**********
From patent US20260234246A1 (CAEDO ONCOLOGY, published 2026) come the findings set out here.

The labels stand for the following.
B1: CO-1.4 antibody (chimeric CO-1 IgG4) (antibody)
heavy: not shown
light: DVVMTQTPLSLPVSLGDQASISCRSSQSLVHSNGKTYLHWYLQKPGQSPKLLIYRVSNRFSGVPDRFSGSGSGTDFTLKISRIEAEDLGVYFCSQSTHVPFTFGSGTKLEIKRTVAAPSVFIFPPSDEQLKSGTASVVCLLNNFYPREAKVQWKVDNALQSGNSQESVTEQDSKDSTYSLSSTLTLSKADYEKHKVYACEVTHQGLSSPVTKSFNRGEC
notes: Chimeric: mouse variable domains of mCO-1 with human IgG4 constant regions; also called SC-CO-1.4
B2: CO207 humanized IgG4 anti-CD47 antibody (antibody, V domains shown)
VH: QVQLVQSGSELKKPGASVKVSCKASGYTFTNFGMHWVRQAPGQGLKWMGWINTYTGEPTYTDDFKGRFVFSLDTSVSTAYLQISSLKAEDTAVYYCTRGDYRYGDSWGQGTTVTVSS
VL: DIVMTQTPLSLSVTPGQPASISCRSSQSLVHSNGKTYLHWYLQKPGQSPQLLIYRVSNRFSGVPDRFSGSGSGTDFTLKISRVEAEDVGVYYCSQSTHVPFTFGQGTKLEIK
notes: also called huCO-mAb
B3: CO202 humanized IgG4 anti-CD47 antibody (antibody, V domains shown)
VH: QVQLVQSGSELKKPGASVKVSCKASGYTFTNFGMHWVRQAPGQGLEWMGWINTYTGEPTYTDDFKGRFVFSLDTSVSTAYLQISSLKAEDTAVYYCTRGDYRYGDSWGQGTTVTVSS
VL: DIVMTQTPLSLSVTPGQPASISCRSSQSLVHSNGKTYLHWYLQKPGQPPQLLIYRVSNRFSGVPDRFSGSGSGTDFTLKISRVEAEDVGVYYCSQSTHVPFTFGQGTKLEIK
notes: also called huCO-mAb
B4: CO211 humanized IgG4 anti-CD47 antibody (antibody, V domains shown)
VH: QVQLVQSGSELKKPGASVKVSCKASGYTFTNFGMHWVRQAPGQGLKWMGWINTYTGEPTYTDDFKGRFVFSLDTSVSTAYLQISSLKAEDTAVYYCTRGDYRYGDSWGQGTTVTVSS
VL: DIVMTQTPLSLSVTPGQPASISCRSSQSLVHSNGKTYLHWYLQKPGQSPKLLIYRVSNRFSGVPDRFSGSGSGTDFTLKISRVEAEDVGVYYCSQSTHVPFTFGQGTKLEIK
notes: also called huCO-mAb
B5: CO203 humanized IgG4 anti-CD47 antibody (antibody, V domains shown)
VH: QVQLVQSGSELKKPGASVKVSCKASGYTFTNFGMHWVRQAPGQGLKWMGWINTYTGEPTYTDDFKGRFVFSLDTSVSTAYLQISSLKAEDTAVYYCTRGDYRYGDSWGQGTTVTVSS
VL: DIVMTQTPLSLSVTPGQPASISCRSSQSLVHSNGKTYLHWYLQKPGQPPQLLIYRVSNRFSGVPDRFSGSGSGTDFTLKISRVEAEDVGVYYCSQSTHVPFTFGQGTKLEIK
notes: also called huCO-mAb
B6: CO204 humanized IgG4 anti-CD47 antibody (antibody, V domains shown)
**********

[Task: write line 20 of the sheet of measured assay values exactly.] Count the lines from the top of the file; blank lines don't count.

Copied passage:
VH: QVQLVQSGSELKKPGASVKVSCKASGYTFTNFGMHWVRQAPGQGLKWMGWINTYTGEPTYTDDFKGRFVFSLDTSVSTAYLQISSLKAEDTAVYYCTRGDYRYGDSWGQGTTVTVSS